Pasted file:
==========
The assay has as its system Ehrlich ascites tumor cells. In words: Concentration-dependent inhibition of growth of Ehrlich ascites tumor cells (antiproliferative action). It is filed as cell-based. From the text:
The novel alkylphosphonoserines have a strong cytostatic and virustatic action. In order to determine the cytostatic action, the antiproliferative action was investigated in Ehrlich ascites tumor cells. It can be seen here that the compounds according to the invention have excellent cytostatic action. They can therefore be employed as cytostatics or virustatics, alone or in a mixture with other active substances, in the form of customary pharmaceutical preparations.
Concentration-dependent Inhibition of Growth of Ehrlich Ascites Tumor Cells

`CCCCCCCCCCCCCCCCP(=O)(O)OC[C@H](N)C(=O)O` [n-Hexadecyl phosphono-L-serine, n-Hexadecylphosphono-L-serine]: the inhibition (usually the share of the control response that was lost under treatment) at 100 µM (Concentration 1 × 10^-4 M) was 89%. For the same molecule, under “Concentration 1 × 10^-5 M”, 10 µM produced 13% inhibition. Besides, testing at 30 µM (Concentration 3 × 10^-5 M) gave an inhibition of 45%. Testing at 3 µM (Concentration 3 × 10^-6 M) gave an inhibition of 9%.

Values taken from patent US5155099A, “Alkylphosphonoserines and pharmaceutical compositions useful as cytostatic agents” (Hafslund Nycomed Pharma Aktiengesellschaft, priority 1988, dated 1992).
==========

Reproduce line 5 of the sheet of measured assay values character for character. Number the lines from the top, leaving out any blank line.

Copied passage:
Values taken from patent US5155099A, “Alkylphosphonoserines and pharmaceutical compositions useful as cytostatic agents” (Hafslund Nycomed Pharma Aktiengesellschaft, priority 1988, dated 1992).